Techs buckle, slipping into red

The tech-heavy Nasdaq gives in to a dour profit warning and an uninspiring employment report.

2 min read
Technology stocks finally slipped into the red Thursday after struggling against a dour warning from chipmaker Applied Materials and an uninspiring employment report.

The tech-heavy Nasdaq composite index fell 2.62 points to close at 1,900.57, after spending most of the session just marginally in positive territory. The Dow Jones industrial average was up 48.79 points to close at 9,872.39.

In the day's economic news, the Labor Department said new jobless claims fell last week by 8,000 to 444,000; economists polled by Reuters expected claims to rise to 466,000. But the number of people receiving unemployment benefits rose by 18 percent since early September, indicating that the situation for U.S. employment has not improved.

"I don't think you can fundamentally say you have turned the corner. We are still hearing about a lot of job layoffs announced, but the rate at which unemployment is rising is probably slowing down," Stuart Hoffman, an economist for PNC Financial Services, told Reuters.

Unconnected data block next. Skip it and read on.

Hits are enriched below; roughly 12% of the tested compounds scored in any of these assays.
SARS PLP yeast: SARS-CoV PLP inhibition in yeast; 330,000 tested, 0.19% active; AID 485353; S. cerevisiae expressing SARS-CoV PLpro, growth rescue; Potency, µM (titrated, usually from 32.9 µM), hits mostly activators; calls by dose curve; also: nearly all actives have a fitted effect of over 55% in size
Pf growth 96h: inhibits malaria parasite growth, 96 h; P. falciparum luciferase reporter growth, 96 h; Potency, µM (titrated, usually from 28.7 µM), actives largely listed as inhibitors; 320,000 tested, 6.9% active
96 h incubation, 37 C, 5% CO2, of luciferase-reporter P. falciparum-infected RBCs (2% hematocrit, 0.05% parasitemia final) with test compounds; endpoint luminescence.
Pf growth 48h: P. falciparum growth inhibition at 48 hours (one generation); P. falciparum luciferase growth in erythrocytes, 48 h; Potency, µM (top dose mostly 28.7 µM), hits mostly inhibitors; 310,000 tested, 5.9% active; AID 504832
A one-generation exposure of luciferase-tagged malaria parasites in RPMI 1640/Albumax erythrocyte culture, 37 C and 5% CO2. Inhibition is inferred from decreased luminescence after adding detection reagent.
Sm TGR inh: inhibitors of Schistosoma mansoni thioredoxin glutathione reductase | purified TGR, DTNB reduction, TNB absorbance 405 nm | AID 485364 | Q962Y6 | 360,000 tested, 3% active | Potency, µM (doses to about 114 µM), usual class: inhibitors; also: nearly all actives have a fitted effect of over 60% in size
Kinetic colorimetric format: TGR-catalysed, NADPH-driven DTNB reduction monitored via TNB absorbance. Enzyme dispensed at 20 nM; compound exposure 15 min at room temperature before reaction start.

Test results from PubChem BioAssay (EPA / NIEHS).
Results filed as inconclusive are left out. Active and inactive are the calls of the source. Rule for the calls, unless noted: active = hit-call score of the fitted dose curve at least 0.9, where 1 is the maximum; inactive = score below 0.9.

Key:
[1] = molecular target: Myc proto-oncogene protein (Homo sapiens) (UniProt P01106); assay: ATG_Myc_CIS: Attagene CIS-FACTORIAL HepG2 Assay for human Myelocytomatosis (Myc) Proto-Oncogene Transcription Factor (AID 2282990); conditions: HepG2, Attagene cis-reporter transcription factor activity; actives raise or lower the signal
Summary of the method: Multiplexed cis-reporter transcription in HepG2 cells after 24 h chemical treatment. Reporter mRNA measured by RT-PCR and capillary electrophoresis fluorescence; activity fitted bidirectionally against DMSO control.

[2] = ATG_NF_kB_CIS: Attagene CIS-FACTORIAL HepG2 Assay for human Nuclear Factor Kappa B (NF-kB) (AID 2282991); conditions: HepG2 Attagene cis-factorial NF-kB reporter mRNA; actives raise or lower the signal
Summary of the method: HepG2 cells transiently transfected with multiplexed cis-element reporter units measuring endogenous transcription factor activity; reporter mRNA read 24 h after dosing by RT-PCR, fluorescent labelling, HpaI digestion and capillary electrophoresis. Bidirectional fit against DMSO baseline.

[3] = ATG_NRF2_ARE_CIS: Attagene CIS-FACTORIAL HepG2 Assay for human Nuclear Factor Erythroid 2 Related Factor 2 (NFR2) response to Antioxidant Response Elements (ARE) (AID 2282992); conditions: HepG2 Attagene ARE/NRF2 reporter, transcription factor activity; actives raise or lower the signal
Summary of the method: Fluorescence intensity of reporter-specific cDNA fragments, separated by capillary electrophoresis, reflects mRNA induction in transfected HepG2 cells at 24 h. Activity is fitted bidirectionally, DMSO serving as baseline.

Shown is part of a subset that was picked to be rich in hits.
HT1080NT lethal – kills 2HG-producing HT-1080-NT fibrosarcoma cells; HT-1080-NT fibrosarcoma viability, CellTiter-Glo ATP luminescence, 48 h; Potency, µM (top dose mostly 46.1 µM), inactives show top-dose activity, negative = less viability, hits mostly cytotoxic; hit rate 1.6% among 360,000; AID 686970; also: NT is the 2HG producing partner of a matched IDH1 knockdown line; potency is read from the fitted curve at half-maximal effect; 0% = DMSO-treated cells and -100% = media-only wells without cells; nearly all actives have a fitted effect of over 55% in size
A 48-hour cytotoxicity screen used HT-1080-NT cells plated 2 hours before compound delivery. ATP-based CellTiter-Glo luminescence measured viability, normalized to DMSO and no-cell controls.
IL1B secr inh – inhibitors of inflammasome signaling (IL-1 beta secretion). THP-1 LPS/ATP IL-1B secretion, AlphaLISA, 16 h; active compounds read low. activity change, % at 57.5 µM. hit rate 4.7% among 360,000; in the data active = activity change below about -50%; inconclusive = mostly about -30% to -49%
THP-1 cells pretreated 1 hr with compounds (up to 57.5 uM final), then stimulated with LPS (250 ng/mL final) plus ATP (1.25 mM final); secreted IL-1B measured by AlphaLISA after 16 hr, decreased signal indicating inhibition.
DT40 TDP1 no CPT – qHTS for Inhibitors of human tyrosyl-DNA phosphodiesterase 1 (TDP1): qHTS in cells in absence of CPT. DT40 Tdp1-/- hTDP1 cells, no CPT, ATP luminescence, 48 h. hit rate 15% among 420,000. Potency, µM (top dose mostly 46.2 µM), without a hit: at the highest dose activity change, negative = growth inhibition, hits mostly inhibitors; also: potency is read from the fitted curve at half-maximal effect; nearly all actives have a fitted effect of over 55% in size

The semiconductor sector was hurt by news Wednesday after the bell that Applied Materials' fourth-quarter profits fell by 97 percent. Goldman Sachs and Prudential Securities lowered their estimates for the company. Applied Materials shares fell $1.62, or 4 percent, to $39.09.

Intel shares lost 54 cents to $30.78. CNET's Semiconductor Cap index was down more than 1 percent.

In other news, Yahoo shares fell 38 cents to $14.83 after Chief Executive Terry Semel gave details of his turnaround strategy Thursday. He said the Web portal will discontinue its heavy reliance on advertising, cut its staff by 400 people, and slash its divisions from 44 to six.

Trading in shares of Lucent Technologies were also active, down 13 cents to $7.72 after the telecommunications equipment maker said it is likely to sell its fiber-optic business for less than an originally agreed price of $2.75 billion, according to a report in The Wall Street Journal.

Novell shares fell 5 cents to $3.94 after the networking software maker said it would cut 1,400 jobs, or 19 percent of its work force, and take $90 million in charges.

AOL Time Warner shares were off 70 cents to $37.55 as analysts said recently announced restructuring at the company likely means that more layoffs are coming.

Among other actively traded shares, Oracle slipped 13 cents to $14.79; Microsoft rose 17 cents to $66.12, and Cisco Systems was up 25 cents to $20.14.

Amazon.com was down 44 cents at $9.05.

Staff and Reuters contributed to this report.